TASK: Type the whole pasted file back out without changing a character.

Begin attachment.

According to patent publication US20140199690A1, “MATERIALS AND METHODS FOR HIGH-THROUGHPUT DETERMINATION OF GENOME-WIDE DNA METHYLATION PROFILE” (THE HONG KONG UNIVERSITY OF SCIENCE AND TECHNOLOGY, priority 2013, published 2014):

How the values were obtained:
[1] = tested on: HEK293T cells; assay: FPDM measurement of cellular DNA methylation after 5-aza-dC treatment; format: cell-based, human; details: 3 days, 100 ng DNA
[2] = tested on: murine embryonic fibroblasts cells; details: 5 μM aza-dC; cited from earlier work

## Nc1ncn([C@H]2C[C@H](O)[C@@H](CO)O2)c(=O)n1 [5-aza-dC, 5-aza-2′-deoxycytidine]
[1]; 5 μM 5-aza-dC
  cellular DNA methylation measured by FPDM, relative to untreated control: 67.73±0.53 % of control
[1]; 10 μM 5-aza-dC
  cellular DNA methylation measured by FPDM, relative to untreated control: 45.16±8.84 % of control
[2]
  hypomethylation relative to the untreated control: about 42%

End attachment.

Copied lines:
According to patent publication US20140199690A1, “MATERIALS AND METHODS FOR HIGH-THROUGHPUT DETERMINATION OF GENOME-WIDE DNA METHYLATION PROFILE” (THE HONG KONG UNIVERSITY OF SCIENCE AND TECHNOLOGY, priority 2013, published 2014):

How the values were obtained:
[1] = tested on: HEK293T cells; assay: FPDM measurement of cellular DNA methylation after 5-aza-dC treatment; format: cell-based, human; details: 3 days, 100 ng DNA
[2] = tested on: murine embryonic fibroblasts cells; details: 5 μM aza-dC; cited from earlier work

## Nc1ncn([C@H]2C[C@H](O)[C@@H](CO)O2)c(=O)n1 [5-aza-dC, 5-aza-2′-deoxycytidine]
[1]; 5 μM 5-aza-dC
  cellular DNA methylation measured by FPDM, relative to untreated control: 67.73±0.53 % of control
[1]; 10 μM 5-aza-dC
  cellular DNA methylation measured by FPDM, relative to untreated control: 45.16±8.84 % of control
[2]
  hypomethylation relative to the untreated control: about 42%